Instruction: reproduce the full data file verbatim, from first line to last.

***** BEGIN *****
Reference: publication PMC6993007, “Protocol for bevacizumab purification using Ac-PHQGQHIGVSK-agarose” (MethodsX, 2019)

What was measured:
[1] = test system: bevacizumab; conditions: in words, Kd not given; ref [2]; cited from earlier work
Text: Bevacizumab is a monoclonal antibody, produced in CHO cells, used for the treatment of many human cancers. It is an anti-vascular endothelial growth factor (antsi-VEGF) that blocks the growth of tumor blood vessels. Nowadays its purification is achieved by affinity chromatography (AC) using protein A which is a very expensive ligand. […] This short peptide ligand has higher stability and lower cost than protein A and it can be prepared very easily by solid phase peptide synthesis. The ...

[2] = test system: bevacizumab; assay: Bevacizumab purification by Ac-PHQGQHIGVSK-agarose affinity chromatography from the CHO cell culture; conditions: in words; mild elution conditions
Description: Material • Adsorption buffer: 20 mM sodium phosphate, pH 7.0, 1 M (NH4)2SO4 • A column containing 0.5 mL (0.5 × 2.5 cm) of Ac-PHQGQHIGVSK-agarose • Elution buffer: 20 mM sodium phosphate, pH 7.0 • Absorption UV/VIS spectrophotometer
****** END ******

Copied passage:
Reference: publication PMC6993007, “Protocol for bevacizumab purification using Ac-PHQGQHIGVSK-agarose” (MethodsX, 2019)

What was measured:
[1] = test system: bevacizumab; conditions: in words, Kd not given; ref [2]; cited from earlier work
Text: Bevacizumab is a monoclonal antibody, produced in CHO cells, used for the treatment of many human cancers. It is an anti-vascular endothelial growth factor (antsi-VEGF) that blocks the growth of tumor blood vessels. Nowadays its purification is achieved by affinity chromatography (AC) using protein A which is a very expensive ligand. […] This short peptide ligand has higher stability and lower cost than protein A and it can be prepared very easily by solid phase peptide synthesis. The ...

[2] = test system: bevacizumab; assay: Bevacizumab purification by Ac-PHQGQHIGVSK-agarose affinity chromatography from the CHO cell culture; conditions: in words; mild elution conditions
Description: Material • Adsorption buffer: 20 mM sodium phosphate, pH 7.0, 1 M (NH4)2SO4 • A column containing 0.5 mL (0.5 × 2.5 cm) of Ac-PHQGQHIGVSK-agarose • Elution buffer: 20 mM sodium phosphate, pH 7.0 • Absorption UV/VIS spectrophotometer